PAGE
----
Seven centuries of military, economic, religious and cultural assaults have, no doubt, moulded the collective psyche of Indians and imbibed it with a sense of powerlessness, weakness and defeat. This sense of defeat has unfortunately been carried forward by this group to the point of renouncing its linguistic roots. Subservience and submissiveness seep through the euphemism underlying the principle of adaptation to changing environment. So, English became the official language and enabled all of us to connect to the world. We are neither Japanese nor Chinese, proud people who did not need a foreign language to carve out a place for themselves in the world. Their representatives speak in their own language in world economic summits while their Indian counterparts resort to English in their will to ‘adapt’ and also, not to offend other languages back home in a spirit of compromise. It may be good politics when an Indo-Mauritian PM praises the progress of the French language in Mauritius at the Arc de Triomphe in Paris. What if the same could have been said about the use of Bhojpuri and Hindi in Mauritius? We don’t appear to be going towards that kind of goalpost.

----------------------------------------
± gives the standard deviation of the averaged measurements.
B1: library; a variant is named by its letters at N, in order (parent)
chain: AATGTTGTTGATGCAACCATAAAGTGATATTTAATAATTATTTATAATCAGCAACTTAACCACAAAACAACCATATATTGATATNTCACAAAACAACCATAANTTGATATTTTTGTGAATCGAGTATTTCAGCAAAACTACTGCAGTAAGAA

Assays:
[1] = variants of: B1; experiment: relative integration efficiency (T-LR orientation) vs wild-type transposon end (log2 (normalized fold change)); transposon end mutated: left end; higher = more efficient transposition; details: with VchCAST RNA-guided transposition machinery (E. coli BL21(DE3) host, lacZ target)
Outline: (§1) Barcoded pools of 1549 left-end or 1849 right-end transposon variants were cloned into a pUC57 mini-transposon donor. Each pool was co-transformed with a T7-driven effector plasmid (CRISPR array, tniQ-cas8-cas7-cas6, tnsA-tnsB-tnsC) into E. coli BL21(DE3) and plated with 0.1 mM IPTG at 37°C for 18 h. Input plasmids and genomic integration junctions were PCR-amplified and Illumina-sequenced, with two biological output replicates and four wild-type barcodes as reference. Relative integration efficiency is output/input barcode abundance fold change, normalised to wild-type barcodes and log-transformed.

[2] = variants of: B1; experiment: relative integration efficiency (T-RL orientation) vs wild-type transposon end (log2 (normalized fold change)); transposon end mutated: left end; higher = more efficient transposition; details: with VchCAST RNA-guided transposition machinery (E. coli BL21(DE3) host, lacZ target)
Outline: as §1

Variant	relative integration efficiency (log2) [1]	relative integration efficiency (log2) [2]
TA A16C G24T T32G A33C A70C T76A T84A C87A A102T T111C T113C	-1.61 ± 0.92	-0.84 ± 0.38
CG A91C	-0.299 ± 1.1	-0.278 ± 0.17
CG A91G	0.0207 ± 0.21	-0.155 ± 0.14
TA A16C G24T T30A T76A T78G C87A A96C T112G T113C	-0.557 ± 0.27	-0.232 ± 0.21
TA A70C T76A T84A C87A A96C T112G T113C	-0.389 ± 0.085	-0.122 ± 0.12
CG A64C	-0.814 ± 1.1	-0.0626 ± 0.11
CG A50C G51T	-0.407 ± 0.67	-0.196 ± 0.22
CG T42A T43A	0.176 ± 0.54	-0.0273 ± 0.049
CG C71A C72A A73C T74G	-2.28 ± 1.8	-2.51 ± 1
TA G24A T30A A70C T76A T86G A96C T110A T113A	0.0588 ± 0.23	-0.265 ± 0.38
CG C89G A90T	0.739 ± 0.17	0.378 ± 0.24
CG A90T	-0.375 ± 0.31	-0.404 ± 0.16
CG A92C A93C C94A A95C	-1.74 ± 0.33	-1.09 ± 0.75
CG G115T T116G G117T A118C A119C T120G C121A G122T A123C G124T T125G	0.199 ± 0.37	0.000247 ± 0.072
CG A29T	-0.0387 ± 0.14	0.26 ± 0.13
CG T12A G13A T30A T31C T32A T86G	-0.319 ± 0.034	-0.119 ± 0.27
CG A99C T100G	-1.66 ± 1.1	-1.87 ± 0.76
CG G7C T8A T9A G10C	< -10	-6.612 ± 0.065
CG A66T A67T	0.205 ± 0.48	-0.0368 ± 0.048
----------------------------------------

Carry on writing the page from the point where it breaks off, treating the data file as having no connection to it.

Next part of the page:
A language that is given lower importance and visibility gradually loses its lustre and appeal. No wonder some of us grabbed our schoolbags and ran away from schools on Hindi/Tamil/Telegu/ Marathi/Urdu exam day! Why burden our heads with subjects which were not reckoned in the exam results at the end of the year? Bhojpuri is still spoken by Hindus and Muslims of Bihari origin especially in the villages while Hindi remains a language we understand and appreciate on the radio and TV, in films and songs, and on rare occasions of speeches delivered in socio-cultural meetings and religious ceremonies. How long a language survives by being kept in the background is yet to be given proper analysis.

The hierarchy of languages